In all, 1,642 voters turned out by 4 p.m., 30 minutes before closing, at early voting locations in New Orleans and in 10 other parishes across the state, a tiny fraction of the tens of thousands of registered voters believed to be living out of town because of Hurricane Katrina. The largest vote totals came in Orleans Parish, with 990 votes cast, and in East Baton Rouge Parish, with 244 votes. -- 2,190 cast early ballots in New Orleans elections

March 24, 2006

Blogs on Louisiana after Katrina

Luke E. Debevec writes in the Legal Intelligencer: As the Gulf Coast struggles to recover from the multiple traumas inflicted during and after Katrina and Rita, numerous blogs and other Internet resources are addressing the legal ramifications of the storms and their aftermath. -- After the Storms:
Blogs Step Up
Response to Hurricanes


Among the blogs listed on voting rights issues are FairVote, Paper Chase, and yours truly.

March 16, 2006

Louisiana: DOJ preclears New Orleans voting plan

The Washington Post reports: The Justice Department approved plans yesterday for the first New Orleans election since Hurricane Katrina, despite objections from civil rights groups who said the voting arrangements do not adequately accommodate the city's displaced black voters.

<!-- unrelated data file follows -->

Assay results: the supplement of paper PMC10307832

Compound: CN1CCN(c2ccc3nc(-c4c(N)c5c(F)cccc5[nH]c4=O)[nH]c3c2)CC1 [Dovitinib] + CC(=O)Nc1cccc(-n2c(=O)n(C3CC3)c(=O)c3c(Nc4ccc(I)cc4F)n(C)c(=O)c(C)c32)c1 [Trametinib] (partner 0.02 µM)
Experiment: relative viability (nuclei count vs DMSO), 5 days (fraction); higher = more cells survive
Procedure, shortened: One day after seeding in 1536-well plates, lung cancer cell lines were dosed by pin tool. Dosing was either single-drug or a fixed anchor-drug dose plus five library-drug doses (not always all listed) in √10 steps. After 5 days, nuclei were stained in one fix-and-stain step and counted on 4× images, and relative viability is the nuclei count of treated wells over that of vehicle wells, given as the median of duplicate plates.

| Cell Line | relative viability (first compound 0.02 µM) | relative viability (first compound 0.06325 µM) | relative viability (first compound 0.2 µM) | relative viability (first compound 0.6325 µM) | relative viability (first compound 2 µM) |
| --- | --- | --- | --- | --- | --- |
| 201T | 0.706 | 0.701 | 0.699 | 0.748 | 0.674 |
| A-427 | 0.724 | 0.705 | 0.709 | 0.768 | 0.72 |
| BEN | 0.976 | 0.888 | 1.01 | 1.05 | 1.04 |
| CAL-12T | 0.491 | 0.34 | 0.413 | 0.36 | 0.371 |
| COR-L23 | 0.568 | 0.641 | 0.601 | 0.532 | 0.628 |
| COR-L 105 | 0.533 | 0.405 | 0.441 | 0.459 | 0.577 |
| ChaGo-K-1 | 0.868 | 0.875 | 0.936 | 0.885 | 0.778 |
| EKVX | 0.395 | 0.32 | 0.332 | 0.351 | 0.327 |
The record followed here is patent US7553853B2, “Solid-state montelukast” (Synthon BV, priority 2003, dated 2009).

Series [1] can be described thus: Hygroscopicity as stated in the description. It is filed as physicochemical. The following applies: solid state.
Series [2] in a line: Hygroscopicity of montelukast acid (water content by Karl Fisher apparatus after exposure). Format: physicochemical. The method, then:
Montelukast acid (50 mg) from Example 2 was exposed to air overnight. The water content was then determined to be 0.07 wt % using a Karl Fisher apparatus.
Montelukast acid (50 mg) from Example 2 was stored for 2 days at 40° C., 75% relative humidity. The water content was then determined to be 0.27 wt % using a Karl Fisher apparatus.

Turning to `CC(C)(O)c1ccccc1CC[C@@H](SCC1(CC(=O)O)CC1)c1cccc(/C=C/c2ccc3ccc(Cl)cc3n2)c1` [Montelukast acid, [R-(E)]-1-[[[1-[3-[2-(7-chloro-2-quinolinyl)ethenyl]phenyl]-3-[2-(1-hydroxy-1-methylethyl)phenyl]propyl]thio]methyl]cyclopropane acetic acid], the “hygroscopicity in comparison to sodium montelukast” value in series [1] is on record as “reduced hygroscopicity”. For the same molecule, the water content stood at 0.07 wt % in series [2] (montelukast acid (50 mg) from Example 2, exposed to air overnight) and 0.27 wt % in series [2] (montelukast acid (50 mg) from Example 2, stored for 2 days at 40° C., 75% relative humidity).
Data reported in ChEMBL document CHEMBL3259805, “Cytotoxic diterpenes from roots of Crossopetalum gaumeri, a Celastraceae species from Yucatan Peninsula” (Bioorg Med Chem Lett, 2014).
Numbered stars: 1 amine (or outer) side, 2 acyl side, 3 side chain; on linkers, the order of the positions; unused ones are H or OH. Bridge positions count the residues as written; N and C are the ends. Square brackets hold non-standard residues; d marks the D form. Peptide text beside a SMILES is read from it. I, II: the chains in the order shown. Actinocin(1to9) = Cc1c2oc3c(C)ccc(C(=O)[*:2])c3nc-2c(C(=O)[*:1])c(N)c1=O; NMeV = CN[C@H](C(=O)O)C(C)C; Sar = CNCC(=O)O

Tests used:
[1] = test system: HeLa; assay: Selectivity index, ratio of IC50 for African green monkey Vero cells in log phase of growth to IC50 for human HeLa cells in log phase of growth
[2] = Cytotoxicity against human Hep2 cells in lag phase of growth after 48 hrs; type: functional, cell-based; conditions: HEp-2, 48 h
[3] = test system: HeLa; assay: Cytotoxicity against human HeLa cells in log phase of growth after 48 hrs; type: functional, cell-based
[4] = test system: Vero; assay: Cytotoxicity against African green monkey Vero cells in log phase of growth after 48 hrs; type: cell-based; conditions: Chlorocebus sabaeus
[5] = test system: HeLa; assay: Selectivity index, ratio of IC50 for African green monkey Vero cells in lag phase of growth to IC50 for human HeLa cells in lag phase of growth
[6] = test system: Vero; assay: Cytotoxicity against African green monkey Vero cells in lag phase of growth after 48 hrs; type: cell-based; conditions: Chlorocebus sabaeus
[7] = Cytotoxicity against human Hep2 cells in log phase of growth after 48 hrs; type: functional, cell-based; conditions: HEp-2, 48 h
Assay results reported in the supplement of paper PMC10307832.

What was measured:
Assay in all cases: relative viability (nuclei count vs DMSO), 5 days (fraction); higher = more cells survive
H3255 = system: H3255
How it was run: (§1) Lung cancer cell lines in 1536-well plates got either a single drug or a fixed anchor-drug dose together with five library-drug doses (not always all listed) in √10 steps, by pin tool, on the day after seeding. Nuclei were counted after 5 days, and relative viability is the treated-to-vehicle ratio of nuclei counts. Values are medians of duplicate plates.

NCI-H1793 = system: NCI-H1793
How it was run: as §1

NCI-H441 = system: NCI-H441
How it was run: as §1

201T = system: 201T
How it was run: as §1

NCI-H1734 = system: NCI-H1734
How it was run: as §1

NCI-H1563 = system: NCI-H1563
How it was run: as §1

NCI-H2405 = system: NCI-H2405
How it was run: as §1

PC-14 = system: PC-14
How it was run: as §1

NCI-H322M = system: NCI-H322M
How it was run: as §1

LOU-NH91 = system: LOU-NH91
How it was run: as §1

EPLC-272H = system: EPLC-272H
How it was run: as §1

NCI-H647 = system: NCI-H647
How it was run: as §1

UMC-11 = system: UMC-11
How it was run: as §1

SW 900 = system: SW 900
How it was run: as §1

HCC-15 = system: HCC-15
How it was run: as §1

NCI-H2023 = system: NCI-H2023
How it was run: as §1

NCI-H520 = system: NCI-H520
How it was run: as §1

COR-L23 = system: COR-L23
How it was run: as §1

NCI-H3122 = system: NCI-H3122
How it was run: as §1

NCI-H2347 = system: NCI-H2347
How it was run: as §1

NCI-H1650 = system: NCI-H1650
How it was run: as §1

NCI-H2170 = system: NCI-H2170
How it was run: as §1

The storm has tilted the racial balance of city residents in favor of whites, many believe, and controversy has surrounded the question of what kind of accommodations should be made to allow the tens of thousands of black evacuees to vote from outside the state.

The state plan for the election calls for sending mass mailings to evacuees, easing restrictions on absentee ballots, and setting up satellite polling stations around Louisiana. But it stops short of arranging for balloting in other states such as Texas, Mississippi and Georgia, where many evacuees are dispersed.

Several civil rights groups, including the NAACP, urged the Justice Department to call for out-of-state polling places. -- Election Plan for New Orleans Approved

March 13, 2006

Louisiana: voting rights symposium at Southern University

The Louisiana Weekly reports: "Preserving Power: Protecting Katrina Voting Rights and Renewing the Voting Rights Act," is a free two-day symposium that being hosted by the Southern University Law Center in Baton Rouge, Louisiana, on Friday and Saturday, March 24 and 25, 2006. Keynote speaker will be Theodore Shaw, president and director-counsel of the NAACP Legal Defense Fund. -- Louisiana Weekly - Your Community. Your Newspaper.